An End-of-Summer Update on the Local Engineering Job Market
As the summer season winds down and we prepare to enter the busy fall recruiting period, it's a good time to share some of our observations regarding local hiring trends within the engineering / technical disciplines. For our clients, the year so far has been quite active on the hiring front, with particular demand for degreed engineers. This includes entry-level engineers up to director level, spanning industries from semiconductor to pharmaceutical, from consumer product to civil / MEP, and medical device to nanotechnology. It's an exciting time to be an engineer in the Massachusetts / New Hampshire / Rhode Island region!
Some specific observations:
- Although it continues to be more difficult than in years past to find engineering talent interested in contracting, there remains a strong network of software / firmware engineers interested in contract roles. As mentioned in previous reports, with attractive direct hire opportunities available in many technical disciplines, fewer candidates are interested in contracts.
- We have seen more senior-level engineering openings this year, including Vice Presidents and Directors of Engineering, and Engineering Managers. Many of our small to mid-size clients are positioning themselves for growth by staffing these critical management roles.
- The importance of co-op and internship experience among new graduates remains apparent. Entry-level engineers with solid internship / co-op experience during their college years have a considerable advantage over those who do not have this "real-life" industry exposure.
- Remaining on the subject of new graduates, we have seen a slight uptick this year in starting salaries, particularly among electrical and chemical engineers.
- We note a decline in available CAD positions among our client base. This is not a new trend – many years ago firms began expecting their engineers to also design and even draft. While this tendency continues, we do have several clients who run counter to the trend, preferring a senior designer over an engineer for positions with considerable CAD responsibilities.
- The shortage of civil engineers continues. Our region hasn't recovered from the exodus of civil engineers resulting from the 2008-2009 economic downturn. For years there were very few civil engineering jobs, so many (particularly junior) engineers left the field. Firms seeking civil engineers now are struggling to find talent. The flipside, of course, is that talented civil engineers find themselves with leverage when negotiating with their current employers and abundant opportunities should they have interest in exploring other options.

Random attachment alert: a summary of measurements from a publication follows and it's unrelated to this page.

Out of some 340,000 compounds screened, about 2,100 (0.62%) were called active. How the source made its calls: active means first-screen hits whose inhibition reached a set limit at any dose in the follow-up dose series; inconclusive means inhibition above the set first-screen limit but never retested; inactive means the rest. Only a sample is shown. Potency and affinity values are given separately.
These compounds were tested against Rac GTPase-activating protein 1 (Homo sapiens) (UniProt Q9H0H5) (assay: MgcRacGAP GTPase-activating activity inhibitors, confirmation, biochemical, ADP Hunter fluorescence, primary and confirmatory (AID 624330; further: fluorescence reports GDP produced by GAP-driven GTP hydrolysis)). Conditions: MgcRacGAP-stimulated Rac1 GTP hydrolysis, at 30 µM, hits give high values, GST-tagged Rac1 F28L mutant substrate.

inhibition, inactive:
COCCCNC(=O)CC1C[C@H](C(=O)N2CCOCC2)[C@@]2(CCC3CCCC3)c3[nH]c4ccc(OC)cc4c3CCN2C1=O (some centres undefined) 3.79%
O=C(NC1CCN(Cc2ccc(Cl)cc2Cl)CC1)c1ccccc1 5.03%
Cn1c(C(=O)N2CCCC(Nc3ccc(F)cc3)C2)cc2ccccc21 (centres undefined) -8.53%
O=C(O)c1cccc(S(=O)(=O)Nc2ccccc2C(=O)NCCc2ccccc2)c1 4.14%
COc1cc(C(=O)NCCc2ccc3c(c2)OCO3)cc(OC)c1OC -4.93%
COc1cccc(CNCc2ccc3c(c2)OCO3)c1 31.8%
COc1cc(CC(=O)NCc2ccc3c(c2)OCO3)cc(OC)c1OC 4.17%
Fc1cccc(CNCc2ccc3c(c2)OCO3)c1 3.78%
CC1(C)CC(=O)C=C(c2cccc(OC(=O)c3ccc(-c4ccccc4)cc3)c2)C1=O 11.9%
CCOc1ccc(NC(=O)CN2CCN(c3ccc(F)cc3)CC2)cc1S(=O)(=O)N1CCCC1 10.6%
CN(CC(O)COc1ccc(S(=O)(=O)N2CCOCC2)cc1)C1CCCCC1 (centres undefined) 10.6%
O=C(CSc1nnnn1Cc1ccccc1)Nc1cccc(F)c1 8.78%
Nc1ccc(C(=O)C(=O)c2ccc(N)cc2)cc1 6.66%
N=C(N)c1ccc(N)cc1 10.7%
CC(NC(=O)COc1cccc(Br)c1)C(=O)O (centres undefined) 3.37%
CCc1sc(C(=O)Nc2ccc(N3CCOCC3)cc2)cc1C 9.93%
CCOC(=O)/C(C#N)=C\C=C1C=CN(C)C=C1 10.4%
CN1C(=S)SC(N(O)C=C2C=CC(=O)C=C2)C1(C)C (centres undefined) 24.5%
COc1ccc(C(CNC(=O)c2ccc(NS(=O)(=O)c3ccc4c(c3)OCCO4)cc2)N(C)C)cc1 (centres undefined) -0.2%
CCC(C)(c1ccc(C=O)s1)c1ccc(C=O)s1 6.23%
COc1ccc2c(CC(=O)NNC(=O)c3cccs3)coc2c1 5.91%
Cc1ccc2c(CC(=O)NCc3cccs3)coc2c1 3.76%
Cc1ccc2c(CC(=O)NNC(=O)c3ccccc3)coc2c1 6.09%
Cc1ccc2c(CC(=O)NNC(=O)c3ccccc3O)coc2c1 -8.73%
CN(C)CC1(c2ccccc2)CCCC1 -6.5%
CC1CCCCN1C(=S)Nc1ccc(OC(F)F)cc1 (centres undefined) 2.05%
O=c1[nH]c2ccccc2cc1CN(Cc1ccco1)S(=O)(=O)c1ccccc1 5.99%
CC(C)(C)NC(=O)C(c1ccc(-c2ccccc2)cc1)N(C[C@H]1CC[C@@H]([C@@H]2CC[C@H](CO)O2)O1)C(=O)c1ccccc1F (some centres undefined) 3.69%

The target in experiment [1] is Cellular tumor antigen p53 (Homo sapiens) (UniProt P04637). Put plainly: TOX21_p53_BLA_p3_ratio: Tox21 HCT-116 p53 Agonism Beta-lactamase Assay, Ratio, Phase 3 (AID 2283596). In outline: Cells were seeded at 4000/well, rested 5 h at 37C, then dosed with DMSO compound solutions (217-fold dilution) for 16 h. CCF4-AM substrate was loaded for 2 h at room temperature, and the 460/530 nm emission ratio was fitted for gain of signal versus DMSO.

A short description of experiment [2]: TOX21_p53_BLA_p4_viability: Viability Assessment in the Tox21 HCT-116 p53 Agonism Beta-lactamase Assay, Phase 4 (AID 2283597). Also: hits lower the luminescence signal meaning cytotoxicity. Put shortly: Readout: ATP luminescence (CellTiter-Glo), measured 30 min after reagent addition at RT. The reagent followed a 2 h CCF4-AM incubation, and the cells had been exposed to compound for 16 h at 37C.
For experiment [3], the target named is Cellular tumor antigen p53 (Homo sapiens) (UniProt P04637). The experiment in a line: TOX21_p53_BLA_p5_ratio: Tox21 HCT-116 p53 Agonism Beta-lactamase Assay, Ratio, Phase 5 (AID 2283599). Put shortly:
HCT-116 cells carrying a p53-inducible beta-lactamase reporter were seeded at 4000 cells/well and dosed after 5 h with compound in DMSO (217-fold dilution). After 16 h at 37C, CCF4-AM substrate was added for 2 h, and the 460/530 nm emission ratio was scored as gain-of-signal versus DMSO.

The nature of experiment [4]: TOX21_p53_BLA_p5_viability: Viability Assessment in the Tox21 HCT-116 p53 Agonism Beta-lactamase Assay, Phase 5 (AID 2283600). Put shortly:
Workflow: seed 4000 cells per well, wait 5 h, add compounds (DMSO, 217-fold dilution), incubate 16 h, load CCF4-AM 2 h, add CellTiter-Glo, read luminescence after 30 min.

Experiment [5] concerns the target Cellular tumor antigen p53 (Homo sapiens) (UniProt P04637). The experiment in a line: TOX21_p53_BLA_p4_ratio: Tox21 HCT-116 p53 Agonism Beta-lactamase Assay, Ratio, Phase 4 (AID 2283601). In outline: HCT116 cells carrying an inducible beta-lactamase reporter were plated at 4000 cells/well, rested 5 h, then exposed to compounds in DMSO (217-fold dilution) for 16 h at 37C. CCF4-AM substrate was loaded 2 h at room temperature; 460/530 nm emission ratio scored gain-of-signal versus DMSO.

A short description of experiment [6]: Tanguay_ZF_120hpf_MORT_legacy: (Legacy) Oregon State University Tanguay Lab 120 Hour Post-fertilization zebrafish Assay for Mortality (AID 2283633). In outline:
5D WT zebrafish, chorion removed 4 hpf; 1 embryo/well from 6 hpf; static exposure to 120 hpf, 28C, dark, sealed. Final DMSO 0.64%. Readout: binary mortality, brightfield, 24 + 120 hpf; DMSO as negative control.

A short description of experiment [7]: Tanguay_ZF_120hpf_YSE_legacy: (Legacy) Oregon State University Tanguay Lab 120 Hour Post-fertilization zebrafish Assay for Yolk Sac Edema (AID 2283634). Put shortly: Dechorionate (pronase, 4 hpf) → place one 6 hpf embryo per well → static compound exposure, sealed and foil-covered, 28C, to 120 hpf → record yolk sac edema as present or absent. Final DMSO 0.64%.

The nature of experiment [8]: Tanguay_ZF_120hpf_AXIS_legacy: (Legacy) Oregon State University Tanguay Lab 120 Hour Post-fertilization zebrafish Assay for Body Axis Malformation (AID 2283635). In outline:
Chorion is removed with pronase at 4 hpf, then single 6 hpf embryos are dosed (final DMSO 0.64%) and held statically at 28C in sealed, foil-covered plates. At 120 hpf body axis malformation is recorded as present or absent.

The Associated Industries of Massachusetts (AIM) Business Confidence Index recently showed that "Massachusetts employer confidence meandered through the first full month of the summer, edging down during July but remaining well within optimistic territory." The Index has gained ground in five of seven months so far in 2017, and is more than 6 points higher than a year ago. The current Index level indicates "strong confidence among employers in the direction of the state and national economies".
The report continues, mentioning the increasing difficulties many local employers are having filling critical technical job openings. "The labor shortage is a serious issue. We hear anecdotes from companies in multiple industries that are turning away business or postponing expansions..."
This is consistent with the increase in direct hire search requests we are fielding from local clients. Frequently, firms are finding that it is not enough to simply advertise their technical job openings and wait for qualified candidates to respond. The most desirable candidates are usually passive job seekers who aren't perusing job postings, and more and more firms are realizing that they don't have the internal recruiting expertise (or time) to find and cultivate relationships with these passive candidates.
This most recent AIM report coupled with our own observations leave us confident that we will see an active finish to the year for local engineering job seekers and employers!